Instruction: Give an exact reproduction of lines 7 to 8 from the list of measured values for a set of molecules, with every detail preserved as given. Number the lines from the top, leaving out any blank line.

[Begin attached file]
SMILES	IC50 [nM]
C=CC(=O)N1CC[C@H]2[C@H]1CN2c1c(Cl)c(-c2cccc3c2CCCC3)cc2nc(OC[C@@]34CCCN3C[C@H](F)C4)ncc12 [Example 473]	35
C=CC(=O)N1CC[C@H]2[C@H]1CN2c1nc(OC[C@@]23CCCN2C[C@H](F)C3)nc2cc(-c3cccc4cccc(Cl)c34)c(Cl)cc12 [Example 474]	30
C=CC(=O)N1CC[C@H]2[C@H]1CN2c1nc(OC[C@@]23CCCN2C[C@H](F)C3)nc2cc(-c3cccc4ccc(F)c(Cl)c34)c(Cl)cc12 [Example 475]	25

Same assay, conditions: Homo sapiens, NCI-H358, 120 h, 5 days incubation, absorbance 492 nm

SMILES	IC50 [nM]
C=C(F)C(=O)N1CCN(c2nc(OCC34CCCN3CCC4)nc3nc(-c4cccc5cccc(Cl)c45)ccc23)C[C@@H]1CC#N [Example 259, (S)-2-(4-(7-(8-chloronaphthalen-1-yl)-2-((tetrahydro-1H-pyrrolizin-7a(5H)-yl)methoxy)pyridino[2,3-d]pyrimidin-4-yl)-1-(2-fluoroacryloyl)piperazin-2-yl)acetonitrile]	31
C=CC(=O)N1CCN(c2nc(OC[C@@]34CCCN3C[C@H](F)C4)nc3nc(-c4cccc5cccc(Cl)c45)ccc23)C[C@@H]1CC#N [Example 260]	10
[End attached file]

C=C(F)C(=O)N1CCN(c2nc(OCC34CCCN3CCC4)nc3nc(-c4cccc5cccc(Cl)c45)ccc23)C[C@@H]1CC#N [Example 259, (S)-2-(4-(7-(8-chloronaphthalen-1-yl)-2-((tetrahydro-1H-pyrrolizin-7a(5H)-yl)methoxy)pyridino[2,3-d]pyrimidin-4-yl)-1-(2-fluoroacryloyl)piperazin-2-yl)acetonitrile]	31
C=CC(=O)N1CCN(c2nc(OC[C@@]34CCCN3C[C@H](F)C4)nc3nc(-c4cccc5cccc(Cl)c45)ccc23)C[C@@H]1CC#N [Example 260]	10